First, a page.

Press "Enter" to skip to content

2016 Construction Industry Overview

Overall, the construction industry has experienced far from rapid growth in 2016. With oil prices low, major capital projects from firms involved in the energy and power industry saw low demand, correlating to a lackluster year within the greater engineering and construction sector. Total construction spending growth from a year ago, including residential and nonresidential, has lagged, hitting the lowest level of year over year growth since 2012. Specifically, business fixed investment growth, which includes investment in property, plant and equipment, has reflected the pessimism of today’s construction environment, remaining very soft over the past year. A major trend impacting the residential, particularly single-family, construction industry has been demand. Millennials, with their urban attraction and debt-aversion, have much preferred renting to home owning.

It’s hard to not mention President Trump’s $1 trillion infrastructure spending plan when discussing public construction. Uncertainty surrounding magnitude and time table make this hard to predict, given that it took Congress over 10 years to pass its current long-term funding plan, which amounted to 1/3 the size of the proposed plan and half the time horizon. One part of Trump’s infrastructure plan that has really excited the construction industry is collaboration. The promotion of public-private partnerships might give the construction industry the boost it needs to return to its pre-recessionary glory. Regardless of the exact magnitude or timeline, policy makers on both sides of the aisle agree that significant investment into the crumbling infrastructure of the US is desperately needed, and quickly. The $124 billion municipal construction industry has experienced lackluster performance in the past 5 years, with only 0.3% of annual growth. Funding for many public projects has stalled amongst economic concerns, and growth in the industry is projected to remain modest for the next 5 years.


  1. Alexander Alexander

    It will be interesting to see how Millennials will change the CRE industry. They clearly prefer apartments, but that does not necessarily mean the construction industry will slow down. Multifamily apartment construction is very capital intensive compared to single family residential. So while residential spending may decrease, multifamily spending will probably increase as Millennials reach adulthood.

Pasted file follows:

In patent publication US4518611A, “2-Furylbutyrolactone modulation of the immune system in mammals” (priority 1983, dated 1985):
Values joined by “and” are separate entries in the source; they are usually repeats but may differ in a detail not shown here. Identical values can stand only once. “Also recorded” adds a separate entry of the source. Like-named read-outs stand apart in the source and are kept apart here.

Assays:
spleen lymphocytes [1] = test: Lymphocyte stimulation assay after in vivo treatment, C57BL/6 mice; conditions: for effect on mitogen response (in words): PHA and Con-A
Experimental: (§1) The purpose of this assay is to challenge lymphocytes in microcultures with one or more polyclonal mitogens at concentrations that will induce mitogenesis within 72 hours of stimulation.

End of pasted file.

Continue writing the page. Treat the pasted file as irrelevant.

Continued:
• You can easily check the data, the same series breaks down single family vs 5-unit and above residential construction, public construction and business construction.

  2. cohend17 cohend17

    It is true that demand for multifamily assets is still rising. Rent growth has doubled inflation growth over the last year and vacancy, generally, continues to drop. However, demographically speaking, young millennials are the main driver of demand. It is important to note that many millennials are also reaching the 30 year mark (or more). This means that more will be finding job security and starting families, causing them to move into houses. Additionally, the aging boomer generation will most likely seek to downsize to a more affordable home or move to a retirement community, probably not urban multifamily. I would not look for one asset class to wildly outperform the other, rather, it seems like there could be a way for steady growth in both areas.

  3. kwindle3717 kwindle3717

    I think your comment about construction in the oil and energy sector is interesting, especially in light of President Trump’s recent executive order pushing construction of the Dakota Access and Keystone XL pipelines. The current low oil prices are not stimulating construction of new infrastructure, and extraction infrastructure built during the oil price boom is becoming too expensive to use. While this project will promote the construction of new pipelines, it’s possible that it also causes further depression of the oil industry and construction companies associated with it by increasing the supply of oil and thus decreasing prices even more. It will be interesting to see the effects of this project (if it even ends up happening).